Links in the chain grow

It began as a permanent, reputedly hack-proof bookkeeping system to record Bitcoin transactions. But it quickly was seized upon by lawyers as a way to guarantee the authenticity of contract signatures; by medical care providers to ensure the integrity of electronic medical records; and by jewelers to prove that a particular diamond didn’t come from an African war zone, among other uses.

Now blockchains are making their way into more new areas.

For example, some day you might be turning to a blockchain to guarantee the used car you’re buying.

The nation of Belarus has hired the Estonian company HashCoins to create a blockchain-based registry not just of vehicles, but also of their parts and history. Serial numbers of engines and other parts will be stored on the blockchain so you can tell if original equipment has been replaced. The registry also would hold an indelible history of any accidents the vehicle has been involved in.

Brendan Eich, who created the programming language Javascript, is building a blockchain to clean up your Internet experiences. His blockchain is a new browser called “Brave.” It blocks ads, cookies, and other interlopers designed to track your on-line behavior. But if, for example, you choose to download music or an ad and decide you like it enough to pay for it, Brave will make sure that most of your payment goes to the musicians or product makers, not to the companies that try to litter your screen with banners and pop-ups.

KodakCoin, created by the camera company, is a blockchain protecting photographers’ livelihoods.

Many photographers make a portion of their incomes selling the same image several times. But, in the Internet age, it’s easy to see that image hijacked and used by someone who doesn’t pay. Picture-takers have no way to know when that happens or who to send a bill to.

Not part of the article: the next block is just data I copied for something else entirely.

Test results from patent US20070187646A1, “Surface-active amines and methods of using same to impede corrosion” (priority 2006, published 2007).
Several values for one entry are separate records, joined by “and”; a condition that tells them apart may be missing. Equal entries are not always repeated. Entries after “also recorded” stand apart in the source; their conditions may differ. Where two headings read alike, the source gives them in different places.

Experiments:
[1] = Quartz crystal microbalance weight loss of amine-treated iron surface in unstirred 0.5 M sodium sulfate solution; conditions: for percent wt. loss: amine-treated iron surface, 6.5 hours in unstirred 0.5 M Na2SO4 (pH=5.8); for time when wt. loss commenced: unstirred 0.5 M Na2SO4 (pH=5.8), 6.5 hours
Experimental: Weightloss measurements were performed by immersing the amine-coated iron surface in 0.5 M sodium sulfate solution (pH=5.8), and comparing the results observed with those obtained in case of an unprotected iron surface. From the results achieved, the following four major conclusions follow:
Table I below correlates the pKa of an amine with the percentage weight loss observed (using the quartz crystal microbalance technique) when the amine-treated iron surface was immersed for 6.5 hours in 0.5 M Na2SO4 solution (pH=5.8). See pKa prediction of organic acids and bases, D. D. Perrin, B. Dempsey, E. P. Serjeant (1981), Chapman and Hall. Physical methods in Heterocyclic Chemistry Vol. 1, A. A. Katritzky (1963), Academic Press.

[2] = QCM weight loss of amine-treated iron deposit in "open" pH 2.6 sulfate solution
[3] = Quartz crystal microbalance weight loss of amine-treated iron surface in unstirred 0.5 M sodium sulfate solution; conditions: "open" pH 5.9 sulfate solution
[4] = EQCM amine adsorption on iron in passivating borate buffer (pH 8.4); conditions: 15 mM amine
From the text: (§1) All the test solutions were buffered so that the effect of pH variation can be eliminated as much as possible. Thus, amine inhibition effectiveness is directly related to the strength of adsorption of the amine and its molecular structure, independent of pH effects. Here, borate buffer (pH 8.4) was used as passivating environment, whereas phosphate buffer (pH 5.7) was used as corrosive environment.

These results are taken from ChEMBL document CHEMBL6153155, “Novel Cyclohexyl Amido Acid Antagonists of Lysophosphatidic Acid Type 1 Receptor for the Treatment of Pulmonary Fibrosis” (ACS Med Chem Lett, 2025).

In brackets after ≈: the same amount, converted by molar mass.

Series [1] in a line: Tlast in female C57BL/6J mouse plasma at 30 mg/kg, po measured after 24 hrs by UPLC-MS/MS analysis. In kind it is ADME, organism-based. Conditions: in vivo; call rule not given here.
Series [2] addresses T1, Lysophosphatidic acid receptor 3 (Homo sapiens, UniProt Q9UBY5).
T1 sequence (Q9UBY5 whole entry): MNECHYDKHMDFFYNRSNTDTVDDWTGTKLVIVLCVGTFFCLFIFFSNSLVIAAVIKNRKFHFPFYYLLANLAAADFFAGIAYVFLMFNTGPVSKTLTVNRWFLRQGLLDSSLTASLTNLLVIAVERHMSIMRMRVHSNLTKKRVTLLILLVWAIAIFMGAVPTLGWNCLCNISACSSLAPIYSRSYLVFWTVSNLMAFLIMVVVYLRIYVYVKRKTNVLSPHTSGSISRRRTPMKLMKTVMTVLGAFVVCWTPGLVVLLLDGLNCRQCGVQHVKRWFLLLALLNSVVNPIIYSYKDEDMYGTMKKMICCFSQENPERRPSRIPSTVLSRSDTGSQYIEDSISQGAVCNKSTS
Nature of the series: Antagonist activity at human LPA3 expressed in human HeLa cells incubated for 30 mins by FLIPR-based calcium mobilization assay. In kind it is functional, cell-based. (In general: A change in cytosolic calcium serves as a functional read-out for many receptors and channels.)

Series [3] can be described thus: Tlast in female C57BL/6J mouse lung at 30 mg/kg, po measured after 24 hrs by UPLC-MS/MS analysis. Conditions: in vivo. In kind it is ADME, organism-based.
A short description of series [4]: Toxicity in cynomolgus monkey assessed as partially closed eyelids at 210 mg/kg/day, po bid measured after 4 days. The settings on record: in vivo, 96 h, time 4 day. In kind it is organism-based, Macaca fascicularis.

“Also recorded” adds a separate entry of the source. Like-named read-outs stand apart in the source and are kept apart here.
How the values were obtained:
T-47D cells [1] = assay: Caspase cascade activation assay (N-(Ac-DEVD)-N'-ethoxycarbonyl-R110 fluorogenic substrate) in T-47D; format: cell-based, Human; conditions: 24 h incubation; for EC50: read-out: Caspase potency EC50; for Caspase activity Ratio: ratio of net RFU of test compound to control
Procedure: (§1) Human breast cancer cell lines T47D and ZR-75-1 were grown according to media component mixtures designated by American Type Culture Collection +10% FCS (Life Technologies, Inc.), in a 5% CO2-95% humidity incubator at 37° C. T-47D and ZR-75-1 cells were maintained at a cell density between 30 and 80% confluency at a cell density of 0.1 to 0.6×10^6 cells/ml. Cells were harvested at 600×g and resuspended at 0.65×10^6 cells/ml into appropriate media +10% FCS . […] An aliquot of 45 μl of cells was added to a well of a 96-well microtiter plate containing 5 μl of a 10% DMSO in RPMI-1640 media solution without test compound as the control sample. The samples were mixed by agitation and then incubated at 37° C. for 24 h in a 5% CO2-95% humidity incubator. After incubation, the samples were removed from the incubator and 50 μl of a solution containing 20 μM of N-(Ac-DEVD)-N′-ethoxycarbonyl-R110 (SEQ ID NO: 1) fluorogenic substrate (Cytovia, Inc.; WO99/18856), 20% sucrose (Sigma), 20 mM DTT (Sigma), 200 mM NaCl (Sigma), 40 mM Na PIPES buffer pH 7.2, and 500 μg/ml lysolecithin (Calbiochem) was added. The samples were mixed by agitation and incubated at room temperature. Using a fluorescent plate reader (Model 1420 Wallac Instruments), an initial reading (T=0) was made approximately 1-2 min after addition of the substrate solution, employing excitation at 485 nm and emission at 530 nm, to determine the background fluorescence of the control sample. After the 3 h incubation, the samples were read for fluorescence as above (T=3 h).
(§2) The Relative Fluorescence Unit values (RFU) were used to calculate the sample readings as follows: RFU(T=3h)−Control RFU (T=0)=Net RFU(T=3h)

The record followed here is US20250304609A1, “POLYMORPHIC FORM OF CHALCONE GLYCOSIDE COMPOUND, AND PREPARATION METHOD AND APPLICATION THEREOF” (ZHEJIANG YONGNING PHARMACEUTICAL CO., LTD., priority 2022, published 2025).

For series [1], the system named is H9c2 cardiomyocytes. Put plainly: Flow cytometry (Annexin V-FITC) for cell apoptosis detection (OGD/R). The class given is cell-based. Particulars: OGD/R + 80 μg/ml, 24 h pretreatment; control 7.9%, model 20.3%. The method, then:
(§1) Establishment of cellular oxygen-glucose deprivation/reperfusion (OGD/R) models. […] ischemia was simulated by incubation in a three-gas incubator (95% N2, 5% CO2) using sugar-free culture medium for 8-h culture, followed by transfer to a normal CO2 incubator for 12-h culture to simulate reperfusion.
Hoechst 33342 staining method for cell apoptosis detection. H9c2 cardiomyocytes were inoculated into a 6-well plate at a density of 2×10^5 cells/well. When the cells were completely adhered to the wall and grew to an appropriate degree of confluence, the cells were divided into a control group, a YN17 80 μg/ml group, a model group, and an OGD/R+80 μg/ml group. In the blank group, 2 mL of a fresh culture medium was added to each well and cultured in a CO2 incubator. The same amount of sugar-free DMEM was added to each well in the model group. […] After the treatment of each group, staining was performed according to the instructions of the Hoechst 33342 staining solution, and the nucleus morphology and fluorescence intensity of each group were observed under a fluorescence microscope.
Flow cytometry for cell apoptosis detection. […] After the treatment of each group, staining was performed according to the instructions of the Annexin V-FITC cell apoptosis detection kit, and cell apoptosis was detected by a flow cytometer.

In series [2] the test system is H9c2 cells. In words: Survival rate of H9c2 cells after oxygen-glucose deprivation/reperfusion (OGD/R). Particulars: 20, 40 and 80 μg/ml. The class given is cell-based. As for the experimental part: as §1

The KodakCoin blockchain keeps a record of who bought rights to use a photo. It also sends bots out to find unauthorized uses of the image and helps the photographer learn who owes him money.

There’s even talk of landlords in any given area creating a blockchain to record details about tenants — who paid the rent on time or who disappeared, leaving a broken lease and trashed apartment behind.

But blockchains aren’t all about business. The Texas city of Austin is testing a blockchain that stores the identities of homeless people.

When their identity or Social Security cards are stolen or lost, people living on the streets have no way to prove who they are, leaving them unable to get needed services or to replace the missing documents. Austin’s blockchain could store a person’s photo or fingerprint to prove identity. In addition, the ledger can track the public services the person has used.

In the Middle East, the UN’s World Food Program is trying out a blockchain that lets Syrian refugees in a Jordanian camp pay for food using credits recorded in a blockchain. TJ


Think of something and you can bet that someone’s fashioning a blockchain for it.

Corporations have been slow in adopting blockchain technology, in part because it requires rethinking business models. But any process that requires the storage or transfer of information will be testing blockchains sooner or later. Not all will endure, but enough will to make blockchains a building block of the future.

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